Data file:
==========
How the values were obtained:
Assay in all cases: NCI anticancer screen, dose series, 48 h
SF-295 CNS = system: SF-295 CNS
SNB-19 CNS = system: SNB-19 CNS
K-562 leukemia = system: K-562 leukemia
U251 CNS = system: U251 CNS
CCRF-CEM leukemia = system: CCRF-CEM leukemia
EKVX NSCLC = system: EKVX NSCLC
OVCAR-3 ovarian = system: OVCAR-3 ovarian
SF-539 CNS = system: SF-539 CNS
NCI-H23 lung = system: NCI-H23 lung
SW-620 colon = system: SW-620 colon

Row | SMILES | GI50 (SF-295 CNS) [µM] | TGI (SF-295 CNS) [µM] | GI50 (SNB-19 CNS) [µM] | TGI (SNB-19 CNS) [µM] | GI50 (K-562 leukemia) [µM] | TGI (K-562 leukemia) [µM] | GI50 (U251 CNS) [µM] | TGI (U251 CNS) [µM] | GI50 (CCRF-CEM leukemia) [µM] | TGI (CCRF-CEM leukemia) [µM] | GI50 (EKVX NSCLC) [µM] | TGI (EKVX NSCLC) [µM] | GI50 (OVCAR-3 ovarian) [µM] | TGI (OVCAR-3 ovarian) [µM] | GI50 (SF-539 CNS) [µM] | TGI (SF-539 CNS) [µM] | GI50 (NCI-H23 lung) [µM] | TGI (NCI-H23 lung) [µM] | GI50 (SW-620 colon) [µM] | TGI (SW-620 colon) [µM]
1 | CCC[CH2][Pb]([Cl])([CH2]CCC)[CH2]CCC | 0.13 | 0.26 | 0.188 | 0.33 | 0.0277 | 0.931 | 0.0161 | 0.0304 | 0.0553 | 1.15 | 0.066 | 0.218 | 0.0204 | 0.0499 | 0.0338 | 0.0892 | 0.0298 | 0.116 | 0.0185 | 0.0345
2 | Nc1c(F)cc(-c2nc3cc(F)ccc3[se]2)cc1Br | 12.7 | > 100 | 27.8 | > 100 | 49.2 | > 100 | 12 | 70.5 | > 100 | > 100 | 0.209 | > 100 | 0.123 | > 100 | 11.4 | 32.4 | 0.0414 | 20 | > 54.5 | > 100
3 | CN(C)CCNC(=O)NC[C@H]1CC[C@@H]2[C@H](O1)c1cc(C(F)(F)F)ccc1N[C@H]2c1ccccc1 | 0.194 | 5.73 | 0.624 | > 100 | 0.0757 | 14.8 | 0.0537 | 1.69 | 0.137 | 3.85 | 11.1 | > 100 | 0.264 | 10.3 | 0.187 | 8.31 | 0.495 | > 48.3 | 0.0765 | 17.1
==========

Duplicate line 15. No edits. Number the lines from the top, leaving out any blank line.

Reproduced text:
2 | Nc1c(F)cc(-c2nc3cc(F)ccc3[se]2)cc1Br | 12.7 | > 100 | 27.8 | > 100 | 49.2 | > 100 | 12 | 70.5 | > 100 | > 100 | 0.209 | > 100 | 0.123 | > 100 | 11.4 | 32.4 | 0.0414 | 20 | > 54.5 | > 100